Brokers prefer blue chips
With many stocks priced low, brokers say, it's a good time for investors to get into the market.
By CYNTHIA VINARSKY
VINDICATOR BUSINESS WRITER
YOUNGSTOWN -- Valley stockbrokers participating in The Vindicator's 2002 stock survey contest are taking fewer risks than their predecessors and relying more on very recognizable blue chip stocks as they vie for the best year-end result.
Technology stocks, which predominated participating brokers' picks a few short years ago, have been delegated to one-third or less of the contestants' mock portfolios.
In the stock survey, a Vindicator business page tradition for more than a decade, five area financial advisers are asked to choose three stocks and to predict how the Dow Jones Industrial Average will close at year's end. The stocks' performance is evaluated a year later.
Some advice: All five participants agreed to participate with the caveat that they would never advise clients to limit their investments to just three stocks, nor to judge a stock's performance on a single year.
Brent Nelson, a stockbroker for WRP Investments Inc. in Liberty, echoed the other participants when he said diversification of assets and long-term investing is still the safest way to weather any financial storm and make money.
They were unanimous, too, in projecting an upswing in the national economy that will be reflected in the stock market, and most based some of their stock picks on the prospect of an economic turnaround.
This is an ideal time to buy stocks, the brokers said, because even many Fortune 500 companies with strong track records are priced low.
Nelson's first stock pick was America Online Time Warner, best known for its Internet service but now a media and publishing company as well since its recent merger with Time Warner.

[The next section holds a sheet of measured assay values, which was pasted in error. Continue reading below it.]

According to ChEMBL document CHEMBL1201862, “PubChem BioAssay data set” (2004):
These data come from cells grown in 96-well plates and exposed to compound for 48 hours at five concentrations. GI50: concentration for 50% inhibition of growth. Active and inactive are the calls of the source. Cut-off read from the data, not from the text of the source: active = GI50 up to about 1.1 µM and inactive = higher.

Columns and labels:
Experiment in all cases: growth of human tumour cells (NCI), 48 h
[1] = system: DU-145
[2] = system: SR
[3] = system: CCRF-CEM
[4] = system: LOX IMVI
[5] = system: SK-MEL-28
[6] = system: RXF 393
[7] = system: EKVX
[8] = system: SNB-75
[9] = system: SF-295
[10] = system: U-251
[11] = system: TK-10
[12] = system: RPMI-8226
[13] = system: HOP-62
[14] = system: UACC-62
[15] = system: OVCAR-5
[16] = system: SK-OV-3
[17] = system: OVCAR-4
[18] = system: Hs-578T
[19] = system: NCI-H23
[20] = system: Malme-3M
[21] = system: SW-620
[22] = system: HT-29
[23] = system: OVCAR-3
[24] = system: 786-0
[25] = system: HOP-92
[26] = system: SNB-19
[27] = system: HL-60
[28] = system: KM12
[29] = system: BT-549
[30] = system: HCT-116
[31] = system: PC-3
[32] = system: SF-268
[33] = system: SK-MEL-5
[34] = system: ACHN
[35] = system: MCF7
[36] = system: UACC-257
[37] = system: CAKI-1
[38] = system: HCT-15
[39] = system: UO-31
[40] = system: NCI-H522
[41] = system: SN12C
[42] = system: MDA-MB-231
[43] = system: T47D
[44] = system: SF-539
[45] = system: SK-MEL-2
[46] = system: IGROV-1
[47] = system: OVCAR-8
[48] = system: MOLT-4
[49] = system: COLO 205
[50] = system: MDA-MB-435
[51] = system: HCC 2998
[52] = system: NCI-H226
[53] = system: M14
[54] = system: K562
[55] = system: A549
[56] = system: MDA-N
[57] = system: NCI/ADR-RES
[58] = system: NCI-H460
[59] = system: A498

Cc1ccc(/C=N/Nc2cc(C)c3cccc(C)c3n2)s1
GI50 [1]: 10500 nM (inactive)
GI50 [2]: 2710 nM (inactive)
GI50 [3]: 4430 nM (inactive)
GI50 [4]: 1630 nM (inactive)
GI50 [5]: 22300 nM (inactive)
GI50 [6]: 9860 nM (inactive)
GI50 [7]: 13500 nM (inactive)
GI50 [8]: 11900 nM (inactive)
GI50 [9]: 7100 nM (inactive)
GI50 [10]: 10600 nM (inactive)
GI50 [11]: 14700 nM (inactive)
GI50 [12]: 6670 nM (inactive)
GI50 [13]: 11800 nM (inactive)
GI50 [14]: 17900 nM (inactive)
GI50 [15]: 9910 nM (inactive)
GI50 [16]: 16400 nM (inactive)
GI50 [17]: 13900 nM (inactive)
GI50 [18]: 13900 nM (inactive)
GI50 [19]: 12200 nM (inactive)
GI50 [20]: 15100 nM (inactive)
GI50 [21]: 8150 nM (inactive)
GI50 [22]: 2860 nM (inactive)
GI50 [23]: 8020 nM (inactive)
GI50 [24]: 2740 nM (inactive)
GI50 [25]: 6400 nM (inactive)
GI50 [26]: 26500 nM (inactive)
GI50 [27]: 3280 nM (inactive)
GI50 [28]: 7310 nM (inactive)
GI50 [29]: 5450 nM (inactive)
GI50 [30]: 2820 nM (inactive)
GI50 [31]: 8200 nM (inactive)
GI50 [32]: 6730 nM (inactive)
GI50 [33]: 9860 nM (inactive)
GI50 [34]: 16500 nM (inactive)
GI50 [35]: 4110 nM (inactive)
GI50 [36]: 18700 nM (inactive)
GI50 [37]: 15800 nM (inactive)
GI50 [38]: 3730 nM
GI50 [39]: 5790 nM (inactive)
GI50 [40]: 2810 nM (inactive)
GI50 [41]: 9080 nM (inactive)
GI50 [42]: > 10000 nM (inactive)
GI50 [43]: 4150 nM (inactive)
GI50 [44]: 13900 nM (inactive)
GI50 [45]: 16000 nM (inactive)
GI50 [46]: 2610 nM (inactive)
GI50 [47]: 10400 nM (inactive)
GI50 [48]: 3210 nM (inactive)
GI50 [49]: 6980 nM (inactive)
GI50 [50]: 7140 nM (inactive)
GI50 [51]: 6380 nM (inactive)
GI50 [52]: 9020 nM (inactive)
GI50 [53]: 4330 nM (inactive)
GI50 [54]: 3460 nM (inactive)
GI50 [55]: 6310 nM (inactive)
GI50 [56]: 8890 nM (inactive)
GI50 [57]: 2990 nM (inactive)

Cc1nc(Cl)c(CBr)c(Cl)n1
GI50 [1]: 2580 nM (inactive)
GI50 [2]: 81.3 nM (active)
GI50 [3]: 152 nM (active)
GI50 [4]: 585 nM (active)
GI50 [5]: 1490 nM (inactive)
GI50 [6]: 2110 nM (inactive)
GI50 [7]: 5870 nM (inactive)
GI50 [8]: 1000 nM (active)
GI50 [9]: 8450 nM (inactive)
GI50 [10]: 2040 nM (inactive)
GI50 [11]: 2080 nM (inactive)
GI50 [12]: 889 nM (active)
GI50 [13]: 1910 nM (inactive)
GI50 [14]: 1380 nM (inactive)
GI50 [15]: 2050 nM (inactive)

AOL, which trades on the New York Stock Exchange, has more than 33 million subscribers worldwide, he said, and it's likely to see advertising revenues grow when the recession ends. The stock is priced at just over half its 52-week high in 2001.
Nelson picked Washington Mutual, a financial stock trading on the NYSE under the symbol WM, because the company is cash-rich, well diversified and has been involved in several acquisition deals.
Analysts are projecting the company will grow 10 percent in the next year, he said, and it also pays healthy dividends.
Finally, Nelson chose General Electric, a giant industrial conglomerate with a strong credit rating. GE, which trades on the NYSE, saw its stock price plummet a share after the Sept. 11 attacks and it's still low enough to be considered a good buy, he said.
Other choices: Scott Schulick, a broker for Butler Wick in Youngstown, picked J.P. Morgan Chase & amp; Co., one of the nation's largest financial service companies, and Home Depot, the top home improvement retailer.
Large financial institutions like J.P. Morgan Chase generally lead the pack in showing profits when a sluggish economy makes a comeback, Schulick said, and see loan totals grow when interest rates drop. The stock, which trades under the JPM symbol on the NYSE, is priced well below its 2001 high.
Schulick said Home Depot, trading under HD in Nasdaq, owes much of its success to an emphasis on hiring trained and experienced people to staff its home improvement stores.
Low interest rates also bode well for the chain, he said, because they free up more consumer cash for new home building and home remodeling.